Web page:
- About Us
- Local Savings
- Green Editions
- Legal Notices
- Weekly Ads
New agency will offer home care services on the Island
Providence Health and Services will begin offering home health services on Vashon next month.
A variety of assistance will be available for people recovering from an injury or coping with an illness, including skilled-nursing care and a range of therapies.
The agency is looking forward to serving Vashon, according to Carrie Hayne, the vice president of the home health service.
“I am excited,” she said. “I think it is a population that is underserved.”
Most recently, Swedish Home Care provided a visiting nurse service to the Island, but when officials there decided to terminate their work on the Island in November, Providence stepped in, Hayne said, and will offer the same services Swedish did, with the same staff, most of whom live on Vashon.
“We really thought this is an area that needs services,” she said.
After some medical events, recuperation or rehabilitation in a facility is required, Hayne noted. Other times, however, people can heal at home when there is support in place — and there are advantages in doing so.
If a person has a wound that needs tending, a home health nurse can come by regularly and provide the needed care, Hayne noted. Or when someone has a chronic illlness, such as heart failure, a nurse can help the patient, family and caregivers navigate the best course.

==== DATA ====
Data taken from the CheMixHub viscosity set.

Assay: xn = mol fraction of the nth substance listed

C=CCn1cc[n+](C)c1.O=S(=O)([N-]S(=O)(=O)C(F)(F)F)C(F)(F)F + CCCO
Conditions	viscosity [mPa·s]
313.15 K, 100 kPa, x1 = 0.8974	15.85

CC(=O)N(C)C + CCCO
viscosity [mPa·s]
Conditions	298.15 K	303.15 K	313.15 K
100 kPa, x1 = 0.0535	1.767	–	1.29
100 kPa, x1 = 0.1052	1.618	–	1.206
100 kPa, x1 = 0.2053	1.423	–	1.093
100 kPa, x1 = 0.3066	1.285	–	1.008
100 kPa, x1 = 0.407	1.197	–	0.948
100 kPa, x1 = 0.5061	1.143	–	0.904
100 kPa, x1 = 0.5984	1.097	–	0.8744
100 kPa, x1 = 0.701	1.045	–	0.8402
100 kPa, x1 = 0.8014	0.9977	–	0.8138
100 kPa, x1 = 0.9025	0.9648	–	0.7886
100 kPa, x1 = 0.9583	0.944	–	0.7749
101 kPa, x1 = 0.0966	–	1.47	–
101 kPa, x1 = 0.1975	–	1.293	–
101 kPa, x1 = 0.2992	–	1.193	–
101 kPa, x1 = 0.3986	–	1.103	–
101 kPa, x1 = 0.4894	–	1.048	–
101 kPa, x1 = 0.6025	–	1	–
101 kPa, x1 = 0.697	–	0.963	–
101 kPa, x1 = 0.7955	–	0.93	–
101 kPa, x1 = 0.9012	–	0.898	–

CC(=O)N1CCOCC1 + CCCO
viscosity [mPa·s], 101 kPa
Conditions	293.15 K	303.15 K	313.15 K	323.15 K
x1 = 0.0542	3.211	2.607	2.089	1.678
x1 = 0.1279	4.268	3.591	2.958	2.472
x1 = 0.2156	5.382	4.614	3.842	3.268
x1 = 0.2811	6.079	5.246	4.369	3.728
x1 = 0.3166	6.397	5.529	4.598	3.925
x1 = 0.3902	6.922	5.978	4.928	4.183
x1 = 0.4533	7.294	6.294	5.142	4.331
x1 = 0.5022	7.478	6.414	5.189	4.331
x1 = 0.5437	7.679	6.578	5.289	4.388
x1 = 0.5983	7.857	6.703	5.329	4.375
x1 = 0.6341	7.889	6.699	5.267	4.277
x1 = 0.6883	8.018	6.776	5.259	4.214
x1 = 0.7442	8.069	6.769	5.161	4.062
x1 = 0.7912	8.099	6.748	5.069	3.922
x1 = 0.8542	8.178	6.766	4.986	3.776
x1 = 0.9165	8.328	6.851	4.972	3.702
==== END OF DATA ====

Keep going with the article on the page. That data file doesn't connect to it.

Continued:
In the event of major surgery, such as hip replacement, a physical therapist can get the patient up and moving again at home, or following a stroke or injury, an occupational therapist can help with strengthening the upper body and provide instruction in how to use adaptation equipment.
Hayne noted that the therapists take a team approach to working with patients and want to help each person achieve his or her own goals.
In all, Providence home health staff includes nurses, medical social workers, home health aides and physical, occupational and speech therapists.
Typically, doctors refer patients to Providence for their services, Hayne noted, and the first home visit can usually be scheduled for within 48 hours of someone returning home.
Providence has provided home care since the 1990s and also offers hospice care on the Island.
It contracts with many private insurance plans and accepts Medicare.
Many private caregivers also offer home care on the Island. An online reference with profiles of several providers can be found at vashoncareresources.org.
The new nonprofit group Neighbor to Neighbor, which aims to help seniors who wish to age in place, hopes to offers its first services this spring.
For more information on Providence, see www2.providence.org.